The new year brings new paid leave requirements to New York employers. New York State established additional rights to paid leave for hundreds of thousands of New Yorkers on April 3, 2020. Under this legislation, starting on September 30, employees began to accrue paid sick leave at a rate of one hour for every 30 hours worked. As of January 1, 2021, employees are able to use their accrued paid sick leave.
New York’s paid leave law now requires employers to provide up to 40 or 56 hours of annual sick leave, depending on the size and annual calendar revenue of the employer as follows:
- Employees of a company with 100 or more employees receive 56 hours of paid sick leave per calendar year.
- Employees of a company with between five and 99 employees or a net income of more than $1 million, receive 40 hours per year of paid sick leave per calendar year.
- Employees of a company with four or fewer employees but a net income of greater than $1 million in the previous tax year receive up to 40 hours of paid sick leave per calendar year.
- Employees of a company with fewer than five employees and a net income of less than $1 million or less are now entitled to 40 hours of unpaid sick leave per calendar year.
Employees can use paid sick time for any of the following situations:
- For an employee’s or employee’s family member’s physical illness, injury, or health condition, regardless of whether it has been diagnosed or requires medical care at the time of the request for leave;
- For an employee’s or employee’s family member’s mental illness, regardless of whether it has been diagnosed or requires medical care at the time of the request for leave;
- For the diagnosis, care, or treatment of a mental or physical illness, injury or health condition;
- To seek a medical diagnosis or receive preventive care for a mental or physical illness, injury or health condition;
- An absence from work due to any of the following reasons when the employee or employee’s family member has been the victim of domestic violence, a family offense, sexual offense, stalking, or human trafficking
- to obtain services from a domestic violence shelter, rape crisis center, or other services program;
- to relocate temporarily or permanently for safety reasons or to enroll children in a new school;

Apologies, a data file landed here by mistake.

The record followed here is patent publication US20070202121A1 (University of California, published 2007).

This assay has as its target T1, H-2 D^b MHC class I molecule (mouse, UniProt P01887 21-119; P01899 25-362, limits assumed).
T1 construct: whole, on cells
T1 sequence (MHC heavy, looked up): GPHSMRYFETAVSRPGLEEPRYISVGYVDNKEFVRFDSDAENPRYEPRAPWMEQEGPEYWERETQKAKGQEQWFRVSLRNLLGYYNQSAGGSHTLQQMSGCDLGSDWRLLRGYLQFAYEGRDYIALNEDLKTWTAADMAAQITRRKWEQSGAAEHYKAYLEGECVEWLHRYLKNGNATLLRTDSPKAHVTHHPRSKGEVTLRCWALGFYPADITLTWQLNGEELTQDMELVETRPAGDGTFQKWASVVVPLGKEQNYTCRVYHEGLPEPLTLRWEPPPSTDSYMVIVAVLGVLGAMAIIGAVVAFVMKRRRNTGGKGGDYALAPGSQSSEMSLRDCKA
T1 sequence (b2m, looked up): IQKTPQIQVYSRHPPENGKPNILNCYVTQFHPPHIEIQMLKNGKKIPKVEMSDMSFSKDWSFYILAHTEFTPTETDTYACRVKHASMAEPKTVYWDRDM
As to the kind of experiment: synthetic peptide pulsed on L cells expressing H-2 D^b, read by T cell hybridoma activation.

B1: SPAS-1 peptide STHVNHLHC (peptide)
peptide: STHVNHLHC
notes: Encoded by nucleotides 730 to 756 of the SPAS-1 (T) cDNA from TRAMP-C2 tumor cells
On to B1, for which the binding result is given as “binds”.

- to file a complaint or domestic incident report with law enforcement;
- to meet with an attorney or other social services provider to obtain information and advice on, and prepare for or participate in, any criminal or civil proceeding;
- to take any other actions necessary to ensure the health or safety of the employee or the employee’s family member.
New York’s paid sick leave law permits employers to “front load” the total amount sick leave at the beginning of the calendar year, provided that employers do not reduce the available amount of sick leave based on the number of hours actually worked by the employee. Employers may require employees to take accrued leave in increments (e.g., 15 minutes, 1 hour, etc.), so long as the shortest increments allowed do not exceed four hours.
Any limitations permitted by the new law must be put into writing and either posted at the workplace or given to the employee. Employers may not discharge, threaten, penalize, or in any other manner discriminate or retaliate against any employee because that employee has exercised his or her sick leave rights under the law.
Requests for paid sick are inherently fact-specific and unique to each employee’s situation. If you or your HR department has questions about how to handle a particular situation related to an employee’s use of sick time, give our labor and employment team a call before you act. Handling these types of HR issues properly on the front end, will save you time, money, headaches and loss of workplace productivity on the back end.
Click here to review New York State’s complete rules related to Paid Sick Leave.